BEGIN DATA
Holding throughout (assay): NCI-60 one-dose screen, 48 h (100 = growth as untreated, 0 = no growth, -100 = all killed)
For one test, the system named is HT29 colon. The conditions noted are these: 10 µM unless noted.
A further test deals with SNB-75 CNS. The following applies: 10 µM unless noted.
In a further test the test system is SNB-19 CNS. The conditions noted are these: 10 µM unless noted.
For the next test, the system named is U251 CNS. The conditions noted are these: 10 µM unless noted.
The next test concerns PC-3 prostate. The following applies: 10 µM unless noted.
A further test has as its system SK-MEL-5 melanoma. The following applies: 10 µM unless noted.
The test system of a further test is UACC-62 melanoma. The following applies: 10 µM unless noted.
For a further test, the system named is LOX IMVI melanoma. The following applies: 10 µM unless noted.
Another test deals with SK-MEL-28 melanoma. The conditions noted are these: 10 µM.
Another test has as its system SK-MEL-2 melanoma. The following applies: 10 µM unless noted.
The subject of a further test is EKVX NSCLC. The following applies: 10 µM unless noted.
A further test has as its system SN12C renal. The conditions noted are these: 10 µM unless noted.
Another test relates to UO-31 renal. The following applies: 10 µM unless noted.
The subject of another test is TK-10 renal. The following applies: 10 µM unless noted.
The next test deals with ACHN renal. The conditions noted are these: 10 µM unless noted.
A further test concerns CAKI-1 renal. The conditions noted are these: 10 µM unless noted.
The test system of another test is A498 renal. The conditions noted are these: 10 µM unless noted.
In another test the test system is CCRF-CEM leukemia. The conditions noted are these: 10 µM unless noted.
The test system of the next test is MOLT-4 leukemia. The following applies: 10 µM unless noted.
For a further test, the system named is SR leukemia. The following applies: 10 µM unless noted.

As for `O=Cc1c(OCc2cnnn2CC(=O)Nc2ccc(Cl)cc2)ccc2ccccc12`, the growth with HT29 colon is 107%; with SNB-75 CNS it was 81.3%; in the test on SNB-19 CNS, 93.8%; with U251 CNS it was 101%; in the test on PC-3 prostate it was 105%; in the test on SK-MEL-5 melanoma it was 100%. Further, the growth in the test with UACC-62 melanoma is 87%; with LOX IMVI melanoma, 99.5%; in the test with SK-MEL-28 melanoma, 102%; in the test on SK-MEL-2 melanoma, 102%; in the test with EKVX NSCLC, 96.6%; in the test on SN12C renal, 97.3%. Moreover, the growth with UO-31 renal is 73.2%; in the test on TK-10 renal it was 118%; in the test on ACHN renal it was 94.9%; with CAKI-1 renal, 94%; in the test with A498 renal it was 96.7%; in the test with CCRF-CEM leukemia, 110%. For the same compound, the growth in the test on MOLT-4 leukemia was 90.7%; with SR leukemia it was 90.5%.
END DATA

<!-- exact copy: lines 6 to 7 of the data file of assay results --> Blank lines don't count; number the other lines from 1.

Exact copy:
The next test concerns PC-3 prostate. The following applies: 10 µM unless noted.
A further test has as its system SK-MEL-5 melanoma. The following applies: 10 µM unless noted.